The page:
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Book Reviews

Empire’s Child – My Writings 1967-2017

Volume 16, Issue 3  | 
Published 03/03/2020
  |

Author: Ramnik Shah

Publ: Austin Macauley Publishers

Reviewer: Zarina Patel

Ramnik Shah is to date the longest serving writer and columnist of AwaaZ Magazine (of which I am the Managing Editor). In these 13 years, his thought-provoking and promptly delivered commentaries have covered a wide range of issues both in subject matter and historical interest; and so it is no surprise that this collection of his writings follows a similar pattern.

Empire’s Child is a banquet, no less. The reader is offered an array of views, comments, exposes, insights and critiques prepared primarily for the diasporan audience; but of interest to those seeking a Third World taste of global, especially US-EU, happenings. Ramnik’s presence in AwaaZ is heralded by the title ‘London Calling’ – from his base in the UK he shares with us his wealth of experience starting within his motherland Kenya and spanning the continents of Europe, Asia and America. And what a spread it is!

Let us start at the beginning: the cover of the book. It depicts London Calling’s very first appearance which was in Issue 1 of AwaaZ 2006; the topic was, ‘They came in Dhows and left in Jets’. The accompanying article on page 59 is preceded by a historical sketch of colonial and post-colonial East Africa and the role of the South Asians in it.  

The focus then moves to Britain and highlights legal issues around the betrayal of her overseas citizens and its resolution in 2002. From pages 85 to 163  under the heading ‘The Culture’ we are then treated to a veritable feast of book and film reviews that the author has penned over a quarter of a century, remarkable both for their extent as their literary as well as cinematic significance. Among the authors are Paul Theroux, Urmila Jhaveri, George Alagiah, Sultan Somjee and Judy Aldrick; the topic is ‘Africa’. ‘India’ is the focal point of the film reviews; the works of famous directors such as Deepa Mehta, Danny Boyle, Shyam Benegal and Asghar Faradi are brought under the microscope.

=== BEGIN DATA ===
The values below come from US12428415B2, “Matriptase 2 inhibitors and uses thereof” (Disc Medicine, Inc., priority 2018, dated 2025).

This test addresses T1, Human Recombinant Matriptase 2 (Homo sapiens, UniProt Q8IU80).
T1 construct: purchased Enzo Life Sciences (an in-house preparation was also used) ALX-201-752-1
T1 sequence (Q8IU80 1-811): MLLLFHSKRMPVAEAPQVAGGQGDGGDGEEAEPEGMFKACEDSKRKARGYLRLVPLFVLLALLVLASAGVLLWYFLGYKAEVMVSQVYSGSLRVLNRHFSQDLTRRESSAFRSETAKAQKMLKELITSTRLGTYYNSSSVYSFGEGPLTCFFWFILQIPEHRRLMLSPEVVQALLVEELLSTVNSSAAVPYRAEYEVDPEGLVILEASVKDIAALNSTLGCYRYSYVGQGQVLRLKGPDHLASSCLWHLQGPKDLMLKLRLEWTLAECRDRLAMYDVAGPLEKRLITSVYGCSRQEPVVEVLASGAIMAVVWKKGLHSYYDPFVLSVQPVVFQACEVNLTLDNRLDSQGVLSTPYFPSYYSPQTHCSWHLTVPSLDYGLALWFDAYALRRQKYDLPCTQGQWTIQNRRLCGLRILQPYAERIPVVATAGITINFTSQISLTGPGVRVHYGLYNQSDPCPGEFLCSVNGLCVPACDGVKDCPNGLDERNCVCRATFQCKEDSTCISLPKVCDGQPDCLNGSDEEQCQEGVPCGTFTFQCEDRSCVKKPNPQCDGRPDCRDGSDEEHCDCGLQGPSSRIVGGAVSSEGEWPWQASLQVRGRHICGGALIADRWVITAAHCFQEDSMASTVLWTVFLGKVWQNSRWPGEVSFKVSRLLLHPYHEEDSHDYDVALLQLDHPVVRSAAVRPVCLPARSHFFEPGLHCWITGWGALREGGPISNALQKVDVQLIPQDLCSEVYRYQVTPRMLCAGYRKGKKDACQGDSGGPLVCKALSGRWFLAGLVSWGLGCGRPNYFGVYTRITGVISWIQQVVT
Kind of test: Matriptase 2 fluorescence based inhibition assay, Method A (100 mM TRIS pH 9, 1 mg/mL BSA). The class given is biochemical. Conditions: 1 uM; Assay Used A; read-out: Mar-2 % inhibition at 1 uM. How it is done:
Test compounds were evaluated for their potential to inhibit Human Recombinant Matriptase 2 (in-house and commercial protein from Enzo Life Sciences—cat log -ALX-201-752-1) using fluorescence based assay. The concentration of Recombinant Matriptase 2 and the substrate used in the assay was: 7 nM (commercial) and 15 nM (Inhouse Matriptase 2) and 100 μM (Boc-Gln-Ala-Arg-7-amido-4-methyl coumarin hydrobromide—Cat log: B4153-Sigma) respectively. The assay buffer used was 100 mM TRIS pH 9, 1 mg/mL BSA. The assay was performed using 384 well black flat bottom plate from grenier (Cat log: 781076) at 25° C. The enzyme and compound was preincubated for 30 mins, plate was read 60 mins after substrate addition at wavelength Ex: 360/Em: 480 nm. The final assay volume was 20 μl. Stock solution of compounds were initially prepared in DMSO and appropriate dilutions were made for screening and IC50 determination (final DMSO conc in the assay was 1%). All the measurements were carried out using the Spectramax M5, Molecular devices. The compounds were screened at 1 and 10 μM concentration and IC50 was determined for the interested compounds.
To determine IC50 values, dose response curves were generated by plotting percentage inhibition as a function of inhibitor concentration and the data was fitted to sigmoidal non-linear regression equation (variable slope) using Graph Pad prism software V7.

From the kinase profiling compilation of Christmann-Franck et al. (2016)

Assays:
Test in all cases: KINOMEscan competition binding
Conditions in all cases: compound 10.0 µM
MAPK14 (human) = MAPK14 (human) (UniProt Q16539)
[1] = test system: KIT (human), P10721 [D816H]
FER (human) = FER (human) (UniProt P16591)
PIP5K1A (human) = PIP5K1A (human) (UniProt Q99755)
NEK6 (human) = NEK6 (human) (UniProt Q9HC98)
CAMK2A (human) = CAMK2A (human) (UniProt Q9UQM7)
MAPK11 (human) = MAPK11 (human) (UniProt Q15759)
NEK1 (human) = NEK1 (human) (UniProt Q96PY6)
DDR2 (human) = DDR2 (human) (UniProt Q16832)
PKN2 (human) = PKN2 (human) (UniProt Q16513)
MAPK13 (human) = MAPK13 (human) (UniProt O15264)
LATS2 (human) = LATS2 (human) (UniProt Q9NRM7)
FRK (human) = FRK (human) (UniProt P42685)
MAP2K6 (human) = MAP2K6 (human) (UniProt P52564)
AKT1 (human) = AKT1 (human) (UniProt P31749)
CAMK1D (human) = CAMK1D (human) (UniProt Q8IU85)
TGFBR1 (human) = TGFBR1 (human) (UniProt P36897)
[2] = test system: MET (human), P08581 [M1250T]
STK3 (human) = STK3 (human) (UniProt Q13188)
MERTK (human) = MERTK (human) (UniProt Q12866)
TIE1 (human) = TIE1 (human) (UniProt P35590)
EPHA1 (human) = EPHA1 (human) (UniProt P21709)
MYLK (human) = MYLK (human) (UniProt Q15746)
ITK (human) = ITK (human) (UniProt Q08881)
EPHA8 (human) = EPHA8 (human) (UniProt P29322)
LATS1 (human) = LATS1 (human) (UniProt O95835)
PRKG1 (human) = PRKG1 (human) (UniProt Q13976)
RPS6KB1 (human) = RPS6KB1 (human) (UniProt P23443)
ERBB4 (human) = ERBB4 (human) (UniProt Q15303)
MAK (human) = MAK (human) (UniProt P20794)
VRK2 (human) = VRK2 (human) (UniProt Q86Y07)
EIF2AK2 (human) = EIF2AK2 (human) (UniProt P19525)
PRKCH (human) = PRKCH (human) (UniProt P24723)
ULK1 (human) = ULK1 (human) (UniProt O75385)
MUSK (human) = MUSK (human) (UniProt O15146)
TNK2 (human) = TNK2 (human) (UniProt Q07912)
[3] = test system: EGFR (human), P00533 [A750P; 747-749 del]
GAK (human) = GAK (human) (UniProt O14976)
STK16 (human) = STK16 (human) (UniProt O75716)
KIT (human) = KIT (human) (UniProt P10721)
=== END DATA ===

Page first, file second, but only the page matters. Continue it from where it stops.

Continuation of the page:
Part V has a selection of six columns from AwaaZ in which Ramnik reflects on contemporary issues. In a selection of letters published in The Times [London], the earliest dated 1980, Ramnik puts forward alternate views on the ‘Nationality Bill’, ‘Apartheid in South Africa’, ‘Ethnic Schools’ and ‘Arranged Marriages’. ‘Gunboat diplomacy in Iran’ written in 03-04-2007 is an indication of how old is the West’s on-going conflict with Iran. His interaction with the print media started earlier in Kenya during the late sixties and early seventies as he berated the British Government’s newly imposed restrictions on citizenship and its fallout. A section on migration studies has his reviews of six books focussing on the USA and India and including Rozina Visram’s Asians in Britain – 400 Years of History.

The Gujrat Studies Association was formed in the UK in 2005 and Ramnik presented several academic papers to its annual conferences. ‘Gandhi and Jinnah: A Study in Commonality and Contrast’ is a fascinating read of comparative aspects of these legendary figures.

In Part Eight the author expresses his personal opinions on a variety of topics ranging from Wangari Maathai to Nehru’s First TV Appearance and Muslim-related issues. They were posted in his blog (www.ramnikshah.blogspot.com)  or the Namaskar-Africana List. In the travelogues which follow we journey with him to Cuba, India, South America and the USA.

All writing is ‘partial and subjective’ (Ramnik’s comment in Namaskar-Africana in 21/01/2002) and no writer is expected to ‘say it all’. However, in our present very volatile global politics, the term ‘Empire’ has a distinct ideological aspect which I daresay the writer has largely ignored or avoided. The travel in Gujarat, India, surely merited a mention of the 2002 Gujarat Massacre; in Cuba the ‘different perspective’ needed elaboration; in the historical overview of Kenya the anti-colonial struggles pre-dated the end of WWII and the South Asian component including that of the press and the Ghadar Party were significant. The absence of our most loved and revered patriot, Pio Gama Pinto, a South Asian socialist; his assassination and the ideological tensions of that decade which reverberate even today is notable.

But as I said earlier, these ‘digital footprints for eternity’ are a banquet; not every dish will appeal but the reader has a wide choice to pick from. Fiction, History, Biography and Travel are the ingredients, the layout and list of contents makes it easy to zero into a special interest. Ramnik Shah is both a prolific reader and writer; he must be commended for the well-ordered and easy-to-follow classification and categorisation of such a large and varied body of writings. And for giving us introductions to such a rich and varied choice of books, films and articles.

Last modified on Wednesday, 04 March 2020 10:10

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